posted on Mar, 5 2014 @ 07:37 AM
link   

VoidHawk

wmd_2008

VoidHawk
That system is 2500 light years away!

If we were to point Hubble or one of the other super scopes at those planets what sort of image could we get? Does anyone know?
When hubble took the famous Deep Field image, it did so at a much greater distance than 2500 light years. I think it might prove worth while to try.


You forget the objects in that Hubble image were Galaxies so although very distant many were 100,000's of light years across and they were still small in the final image.


See the two posts above yours by Hawkeyenation and JadeStar.

Also, I do understand that hubble was looking at galaxies, but the distance it was looking was mind boggling. I think the distance to size ratio would not prevent getting good pics of the mentioned planets.


Have a look at part of the Deep Field Image you see a star in our galaxy look at the size of Galaxies in the picture relative to the star now imagine Earth orbiting that Star now to do get an idea!

Deep Field Image
edit on 5-3-2014 by wmd_2008 because: (no reason given)



posted on Mar, 5 2014 @ 07:55 AM
link   
reply to post by VoidHawk
 


It's all about a telescope's "resolving power", known as Angular Resolution

The angular resolution of a telescope can be found by:

R= Wavelength/Diameter

Where R is radians, Wavelength is the wavelength of the light from the object and Diameter is the diameter of the telescope lens.

Hubble's Angular Resolution is around 0.1 arcseconds, which is 0.000027 degrees

Sounds impressive........however, you then have to consider not only the size of an object you wish to view in the telescope, but how far away it is. Because the further away an object is, the smaller the amount of degrees or radians in the sky it will cover.

To determine if a telescope can "resolve" something or not (be able to see clearly), we figure out it's angular resolution, and we also need to know the object that we want to see, what it's Angular Diameter is.




In astronomy the sizes of objects in the sky are often given in terms of their angular diameter as seen from Earth, rather than their actual sizes. Since these angular diameters are typically small, it is common to present them in arcseconds. An arcsecond is 1/3600th of one degree, and a radian is 180/pi degrees, so one radian equals 3600*180/pi arcseconds, which is about 206265 arcseconds. Therefore, the angular diameter of an object with visual diameter d at a distance D, expressed in arcseconds, is given by:

Ad = 206265 d / D arcseconds.


Let's say we are looking at a star the same size as the Sun, and it is 1 lightyear away. It would cover 0.03 arcseconds in the sky, so while Hubble would see it as a point of light, because it's angular resolution is only 0.1 arcseconds, it will not be able to resolve the star to show any detail.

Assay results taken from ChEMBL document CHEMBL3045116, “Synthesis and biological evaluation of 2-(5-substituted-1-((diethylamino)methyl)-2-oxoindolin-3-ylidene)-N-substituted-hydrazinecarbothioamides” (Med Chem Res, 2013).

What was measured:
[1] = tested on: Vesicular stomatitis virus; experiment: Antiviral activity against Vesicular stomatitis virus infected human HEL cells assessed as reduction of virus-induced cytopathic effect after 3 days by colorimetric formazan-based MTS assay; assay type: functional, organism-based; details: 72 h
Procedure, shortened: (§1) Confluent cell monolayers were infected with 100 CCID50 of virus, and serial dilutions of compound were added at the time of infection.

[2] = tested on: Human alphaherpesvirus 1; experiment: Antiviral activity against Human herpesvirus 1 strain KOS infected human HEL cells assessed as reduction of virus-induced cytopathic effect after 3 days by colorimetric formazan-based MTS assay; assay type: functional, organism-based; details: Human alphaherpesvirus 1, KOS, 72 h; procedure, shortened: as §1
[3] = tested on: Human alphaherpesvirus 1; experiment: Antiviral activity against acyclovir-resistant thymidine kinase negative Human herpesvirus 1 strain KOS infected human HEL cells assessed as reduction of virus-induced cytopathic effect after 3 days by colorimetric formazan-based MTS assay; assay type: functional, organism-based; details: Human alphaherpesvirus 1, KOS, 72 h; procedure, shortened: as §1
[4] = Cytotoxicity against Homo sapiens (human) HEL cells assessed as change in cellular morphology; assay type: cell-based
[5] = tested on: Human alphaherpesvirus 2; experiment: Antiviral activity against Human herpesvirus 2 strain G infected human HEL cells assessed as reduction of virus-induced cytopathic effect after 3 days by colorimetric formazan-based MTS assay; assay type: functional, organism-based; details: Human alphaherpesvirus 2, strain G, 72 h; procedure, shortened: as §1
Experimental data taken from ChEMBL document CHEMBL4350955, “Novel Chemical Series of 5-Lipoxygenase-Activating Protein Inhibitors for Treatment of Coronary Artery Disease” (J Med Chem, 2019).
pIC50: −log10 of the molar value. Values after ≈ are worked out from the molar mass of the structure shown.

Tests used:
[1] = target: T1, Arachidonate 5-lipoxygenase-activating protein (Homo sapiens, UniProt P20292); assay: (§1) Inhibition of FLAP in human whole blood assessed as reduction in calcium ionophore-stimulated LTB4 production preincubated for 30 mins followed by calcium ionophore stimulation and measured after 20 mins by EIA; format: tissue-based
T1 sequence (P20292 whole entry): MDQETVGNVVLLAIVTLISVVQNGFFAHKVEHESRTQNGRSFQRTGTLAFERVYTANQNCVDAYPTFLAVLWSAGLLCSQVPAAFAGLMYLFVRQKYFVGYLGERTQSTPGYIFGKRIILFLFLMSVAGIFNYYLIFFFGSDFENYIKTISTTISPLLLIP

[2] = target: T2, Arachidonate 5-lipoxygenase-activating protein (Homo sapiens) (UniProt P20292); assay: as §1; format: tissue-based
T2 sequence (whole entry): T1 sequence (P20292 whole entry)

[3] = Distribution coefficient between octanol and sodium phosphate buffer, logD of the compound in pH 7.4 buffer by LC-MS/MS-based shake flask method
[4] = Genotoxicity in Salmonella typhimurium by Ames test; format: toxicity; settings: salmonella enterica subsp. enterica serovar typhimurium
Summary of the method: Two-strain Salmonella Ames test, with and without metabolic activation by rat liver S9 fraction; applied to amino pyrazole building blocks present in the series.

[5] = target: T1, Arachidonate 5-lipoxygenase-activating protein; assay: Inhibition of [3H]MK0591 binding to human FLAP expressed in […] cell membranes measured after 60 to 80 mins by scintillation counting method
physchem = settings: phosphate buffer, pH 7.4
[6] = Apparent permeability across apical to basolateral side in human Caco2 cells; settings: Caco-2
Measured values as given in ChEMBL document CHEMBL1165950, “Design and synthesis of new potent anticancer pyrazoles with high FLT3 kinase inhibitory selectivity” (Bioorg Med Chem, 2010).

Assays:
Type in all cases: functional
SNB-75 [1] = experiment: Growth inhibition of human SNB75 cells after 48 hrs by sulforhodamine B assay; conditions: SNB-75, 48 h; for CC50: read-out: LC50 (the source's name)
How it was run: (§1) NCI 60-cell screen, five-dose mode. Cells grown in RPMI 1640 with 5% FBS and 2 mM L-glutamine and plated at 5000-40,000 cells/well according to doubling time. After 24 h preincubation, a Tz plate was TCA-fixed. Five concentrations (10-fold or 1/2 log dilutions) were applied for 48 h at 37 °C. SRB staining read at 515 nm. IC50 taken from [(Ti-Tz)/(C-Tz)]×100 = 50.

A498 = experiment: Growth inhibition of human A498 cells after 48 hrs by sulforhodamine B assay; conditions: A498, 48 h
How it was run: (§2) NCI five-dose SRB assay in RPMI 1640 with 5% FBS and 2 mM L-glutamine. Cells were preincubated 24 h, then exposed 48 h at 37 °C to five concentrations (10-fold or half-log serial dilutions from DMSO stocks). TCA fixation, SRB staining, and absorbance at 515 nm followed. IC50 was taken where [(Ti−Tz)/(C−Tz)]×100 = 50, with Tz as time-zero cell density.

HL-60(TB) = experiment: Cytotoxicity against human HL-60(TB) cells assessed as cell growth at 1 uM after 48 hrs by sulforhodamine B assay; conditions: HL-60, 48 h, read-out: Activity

Let's say it's a Earth sized planet at the same distance (1 light year). The angular diameter will be about 0.0003 arcseconds, so again.....Hubble can not resolve any details (IE show what it looks like, land masses, water bodies, etc).

"So why can Hubble show us such detailed images from objects that are so far away then?"

What people either forget, or do not know is: many of those objects that Hubble shows you are HUGE in size.

Take the Orion Nebula, Hubble gives us beautiful detailed images of it, even though it's over 1,300 lightyears away.
Yep, it does. However, as far away as that is, the Orion Nebula is over 12 lightyears across. That's huge.
It covers 65 x 60 arcminutes of the sky.
That's 3900 x 3600 arcseconds. Hubble's angular resolution is 0.1 arcseconds. So yes, it can resolve it.

You can even figure out what the largest objects on the moon that Hubble can see:

Hubble's resolution = 0.1 arcseconds.
So:

(0.1 / 20265) * 384400 (km to the moon) = 0.186 km or 186 meters. So the smallest craters that it can see are about 186 meters across. Anything smaller is going to be blurred, distorted or just not visible.
edit on 5-3-2014 by eriktheawful because: (no reason given)



posted on Mar, 5 2014 @ 02:55 PM
link   
reply to post by eriktheawful
 


Hi erik

We both have given that information before on the Moon hoax threads when people ask why they don't just point the Hubble at the Moon to picture the Apollo landing sites.

The picture I posted a link to above is dramatic demonstration of this with a star in our Galaxy shown to be smaller in diameter in the image than the Galaxies hundreds of millions to billions of light years away.

Just maybe a combination of both posts will make it understandable.

wmd.
edit on 5-3-2014 by wmd_2008 because: (no reason given)





new topics
top topics
 
19

log in

join